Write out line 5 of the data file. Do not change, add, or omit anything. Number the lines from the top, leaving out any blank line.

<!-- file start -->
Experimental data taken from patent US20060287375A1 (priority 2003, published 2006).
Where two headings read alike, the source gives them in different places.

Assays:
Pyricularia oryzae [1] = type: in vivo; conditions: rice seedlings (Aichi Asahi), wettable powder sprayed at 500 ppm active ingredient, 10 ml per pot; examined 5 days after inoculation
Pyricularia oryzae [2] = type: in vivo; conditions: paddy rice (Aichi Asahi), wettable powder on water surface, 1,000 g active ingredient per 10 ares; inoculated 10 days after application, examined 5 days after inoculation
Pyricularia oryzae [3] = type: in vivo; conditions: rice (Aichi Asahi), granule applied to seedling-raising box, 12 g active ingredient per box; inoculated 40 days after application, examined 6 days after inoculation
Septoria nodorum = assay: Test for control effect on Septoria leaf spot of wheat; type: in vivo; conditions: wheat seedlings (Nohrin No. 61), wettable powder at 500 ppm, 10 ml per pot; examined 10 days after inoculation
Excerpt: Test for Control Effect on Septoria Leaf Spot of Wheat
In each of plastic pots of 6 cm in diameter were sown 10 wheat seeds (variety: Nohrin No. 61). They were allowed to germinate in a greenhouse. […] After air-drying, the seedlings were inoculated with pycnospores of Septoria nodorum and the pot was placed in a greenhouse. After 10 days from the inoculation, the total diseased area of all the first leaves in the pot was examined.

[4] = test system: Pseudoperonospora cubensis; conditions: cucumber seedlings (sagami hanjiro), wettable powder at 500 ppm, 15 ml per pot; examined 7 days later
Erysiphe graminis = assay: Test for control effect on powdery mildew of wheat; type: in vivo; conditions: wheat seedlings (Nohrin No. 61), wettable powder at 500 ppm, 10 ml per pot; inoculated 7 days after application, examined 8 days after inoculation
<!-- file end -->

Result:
Pyricularia oryzae [2] = type: in vivo; conditions: paddy rice (Aichi Asahi), wettable powder on water surface, 1,000 g active ingredient per 10 ares; inoculated 10 days after application, examined 5 days after inoculation